Gordon S. Wood’s Review
An extract from Gordon S. Wood‘s Disturbing the Peace, a Review published New York Review of Books, Volume 42, Number 10 · June 8, 1995. (Read the full review here)
We can imagine “the age of Jefferson,” but despite Adams’s quirky comment, it is unlikely that we Americans will ever call the period of our Revolution “the age of Paine.” Most Americans have never been able to make Paine a central figure in even the American Revolution, let alone the age as a whole. Indeed, for most of our history we have tended to ignore him. He was allowed to die in obscurity in 1809, and ten years later William Cobbett took his bones away to England. Even the Revolutionary leaders eventually came to ignore him. Although they all knew him, none of them publicly eulogized him upon his death. Most who had known him were embarrassed by the connection and wanted only to forget him. His papers were scattered and destroyed, and memory of him was allowed to fade.
To this day Americans have never mounted any serious effort to publish a complete and authoritative collection of his writings, a collection that would match in aim if not in size those monumental multivolume editions of the Revolutionary leaders that are currently being published. The early biographies of Paine were muckraking diatribes that pictured him as an arrogant, drunken atheist. […]
The place of Paine in the American pantheon of Revolutionaries has improved considerably since then, of course. […] Everyone senses that he is not like the other Revolutionaries, not like Franklin, Washington, Adams, or Jefferson. We cannot quite bring ourselves to treat him as one of America’s founding fathers.
John Keane, in his Tom Paine: A Political Life, calls Paine “the greatest public figure of his generation.” Paine, writes Keane, “made more noise in the world and excited more attention than such well-known European contemporaries as Adam Smith, Jean-Jacques Rousseau, Voltaire, Immanuel Kant, Madame de Stäel, Edmund Burke, and Pietro Verri.” His important works—Common Sense, Rights of Man, and The Age of Reason—”became the three most widely read political tracts of the eighteenth century.” Paine’s vision of a decent and happy life for ordinary people in this world is still “alive and universally relevant…undoubtedly more relevant than that of Marx, the figure most commonly identified with the nineteenth- and twentieth-century political project of bringing dignity and power to the wretched of the earth.” In fact, says Keane, “Not only is Paine’s bold rejection of tyranny and injustice as far-reaching as that of his nineteenth-century successor, but his practical proposals…are actually more radical than Marx’s, mainly because they managed to combine breathtaking vision, a humble respect for ordinary folk, and a sober recognition of the complexity of human affairs.”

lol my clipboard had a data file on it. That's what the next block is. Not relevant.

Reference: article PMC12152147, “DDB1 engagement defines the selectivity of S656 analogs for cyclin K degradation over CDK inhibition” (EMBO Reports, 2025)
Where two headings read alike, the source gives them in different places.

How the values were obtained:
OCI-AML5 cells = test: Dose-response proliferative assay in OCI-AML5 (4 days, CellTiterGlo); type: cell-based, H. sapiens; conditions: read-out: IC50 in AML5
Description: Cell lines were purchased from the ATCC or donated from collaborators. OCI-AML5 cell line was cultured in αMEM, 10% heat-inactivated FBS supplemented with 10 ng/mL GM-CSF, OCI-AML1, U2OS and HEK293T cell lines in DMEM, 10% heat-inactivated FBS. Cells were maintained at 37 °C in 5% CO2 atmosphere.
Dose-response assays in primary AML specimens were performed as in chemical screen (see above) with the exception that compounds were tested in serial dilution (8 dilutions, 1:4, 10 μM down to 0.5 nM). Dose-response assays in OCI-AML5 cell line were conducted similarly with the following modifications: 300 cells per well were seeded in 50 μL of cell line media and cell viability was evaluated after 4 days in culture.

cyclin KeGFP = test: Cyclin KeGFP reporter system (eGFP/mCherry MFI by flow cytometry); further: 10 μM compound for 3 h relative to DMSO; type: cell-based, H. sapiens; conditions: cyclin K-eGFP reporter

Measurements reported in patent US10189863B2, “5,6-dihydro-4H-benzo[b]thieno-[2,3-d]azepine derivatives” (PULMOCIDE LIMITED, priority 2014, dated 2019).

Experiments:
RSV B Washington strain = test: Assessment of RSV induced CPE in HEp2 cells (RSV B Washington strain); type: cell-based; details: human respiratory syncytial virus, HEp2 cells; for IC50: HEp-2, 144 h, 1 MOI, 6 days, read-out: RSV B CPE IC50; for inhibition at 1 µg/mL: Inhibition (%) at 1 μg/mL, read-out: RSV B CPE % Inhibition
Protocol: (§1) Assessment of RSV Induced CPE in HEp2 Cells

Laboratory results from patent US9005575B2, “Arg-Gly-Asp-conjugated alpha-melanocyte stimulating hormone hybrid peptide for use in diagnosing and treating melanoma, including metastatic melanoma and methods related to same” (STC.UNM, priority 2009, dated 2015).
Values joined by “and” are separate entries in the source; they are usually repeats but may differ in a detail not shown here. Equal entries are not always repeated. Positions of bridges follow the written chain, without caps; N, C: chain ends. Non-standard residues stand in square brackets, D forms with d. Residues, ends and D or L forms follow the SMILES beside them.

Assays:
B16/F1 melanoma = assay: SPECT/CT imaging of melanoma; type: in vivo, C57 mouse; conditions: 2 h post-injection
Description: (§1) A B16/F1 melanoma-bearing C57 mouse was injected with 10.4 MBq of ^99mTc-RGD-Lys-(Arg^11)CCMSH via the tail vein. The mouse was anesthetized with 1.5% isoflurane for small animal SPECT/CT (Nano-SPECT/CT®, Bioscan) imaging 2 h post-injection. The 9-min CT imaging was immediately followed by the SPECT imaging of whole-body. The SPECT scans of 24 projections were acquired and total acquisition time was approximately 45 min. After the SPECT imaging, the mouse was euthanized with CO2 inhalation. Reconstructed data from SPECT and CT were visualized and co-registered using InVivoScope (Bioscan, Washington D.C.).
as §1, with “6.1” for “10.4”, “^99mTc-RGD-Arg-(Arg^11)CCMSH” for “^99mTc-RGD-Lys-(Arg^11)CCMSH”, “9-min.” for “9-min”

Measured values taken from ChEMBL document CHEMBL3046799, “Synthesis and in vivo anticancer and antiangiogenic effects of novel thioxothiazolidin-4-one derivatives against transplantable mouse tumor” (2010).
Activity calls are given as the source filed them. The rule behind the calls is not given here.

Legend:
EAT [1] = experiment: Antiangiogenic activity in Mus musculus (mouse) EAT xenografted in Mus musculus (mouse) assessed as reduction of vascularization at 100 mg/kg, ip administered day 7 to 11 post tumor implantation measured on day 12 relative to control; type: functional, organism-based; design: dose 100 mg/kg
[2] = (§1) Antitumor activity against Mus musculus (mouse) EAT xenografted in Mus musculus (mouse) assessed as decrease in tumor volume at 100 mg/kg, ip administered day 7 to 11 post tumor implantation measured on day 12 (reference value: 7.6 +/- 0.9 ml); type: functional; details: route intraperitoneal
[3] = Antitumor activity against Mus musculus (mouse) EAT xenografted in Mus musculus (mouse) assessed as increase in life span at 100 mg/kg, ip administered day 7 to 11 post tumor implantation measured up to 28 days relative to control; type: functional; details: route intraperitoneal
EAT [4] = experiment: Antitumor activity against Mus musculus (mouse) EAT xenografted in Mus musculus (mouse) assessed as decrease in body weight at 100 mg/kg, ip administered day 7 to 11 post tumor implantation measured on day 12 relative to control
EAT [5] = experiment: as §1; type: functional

To make clear all these points in a biography is a formidable task, but Keane certainly tries. His book is the fullest biography since Conway’s and is no doubt the most deeply researched that we have ever had. Keane, who is professor of politics at the University of Westminster in London and director of the Center for the Study of Democracy, has avoided a direct and thorough analysis of Paine’s political thought. Instead, he has sought to bring together the details of Paine’s personal and public life with his social and political philosophy in order better to understand both. He has thus tried to situate Paine and his ideas in his time and place, and, in order to avoid “sermonizing,” offers “an ‘open’ rather than a ‘closed’ text,” which he hopes will encourage readers to figure out for themselves what his interpretation of Paine is about and “to formulate their own questions and doubts” about the “knottiness” of Paine’s life.
It is an interesting approach, but it requires much attention to the historical setting and a great many facts, and it can overwhelm both paine and the reader. Keane’s biography is the first to give a close account both of Thetford in Norfolk, where Paine was born, the son of a Quaker father and an Anglican mother, and of the first thirty-seven years of Paine’s life, before he left for America. His father made corsets, and Paine soon left his shop, working miserably as a tax collector while he read widely on his own. He was fired for publishing angry demands for better pay, and he had no evident prospects until he met Franklin, who was impressed by him and urged him to go to America, where he arrived in 1774. Later on the biography sometimes bogs down in detail, and the reader yearns for less of Paine’s life and its circumstances and more of Keane’s often insightful analysis of his political thought. Still, it is by far the best, if not the most readable, biography of Paine that we have.